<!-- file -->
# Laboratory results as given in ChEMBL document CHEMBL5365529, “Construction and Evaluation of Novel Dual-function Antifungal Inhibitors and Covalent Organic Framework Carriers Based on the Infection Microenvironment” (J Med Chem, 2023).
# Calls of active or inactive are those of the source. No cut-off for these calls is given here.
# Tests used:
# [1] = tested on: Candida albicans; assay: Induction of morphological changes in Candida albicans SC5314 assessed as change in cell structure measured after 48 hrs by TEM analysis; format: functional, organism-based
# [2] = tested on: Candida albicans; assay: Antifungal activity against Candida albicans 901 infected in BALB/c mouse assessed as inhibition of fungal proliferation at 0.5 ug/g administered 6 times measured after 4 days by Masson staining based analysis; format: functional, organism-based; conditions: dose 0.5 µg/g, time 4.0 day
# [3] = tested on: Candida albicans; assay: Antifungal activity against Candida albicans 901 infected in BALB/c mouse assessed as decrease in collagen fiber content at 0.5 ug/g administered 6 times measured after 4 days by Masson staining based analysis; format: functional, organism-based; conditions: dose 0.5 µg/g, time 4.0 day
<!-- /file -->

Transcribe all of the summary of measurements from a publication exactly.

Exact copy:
# Laboratory results as given in ChEMBL document CHEMBL5365529, “Construction and Evaluation of Novel Dual-function Antifungal Inhibitors and Covalent Organic Framework Carriers Based on the Infection Microenvironment” (J Med Chem, 2023).
# Calls of active or inactive are those of the source. No cut-off for these calls is given here.
# Tests used:
# [1] = tested on: Candida albicans; assay: Induction of morphological changes in Candida albicans SC5314 assessed as change in cell structure measured after 48 hrs by TEM analysis; format: functional, organism-based
# [2] = tested on: Candida albicans; assay: Antifungal activity against Candida albicans 901 infected in BALB/c mouse assessed as inhibition of fungal proliferation at 0.5 ug/g administered 6 times measured after 4 days by Masson staining based analysis; format: functional, organism-based; conditions: dose 0.5 µg/g, time 4.0 day
# [3] = tested on: Candida albicans; assay: Antifungal activity against Candida albicans 901 infected in BALB/c mouse assessed as decrease in collagen fiber content at 0.5 ug/g administered 6 times measured after 4 days by Masson staining based analysis; format: functional, organism-based; conditions: dose 0.5 µg/g, time 4.0 day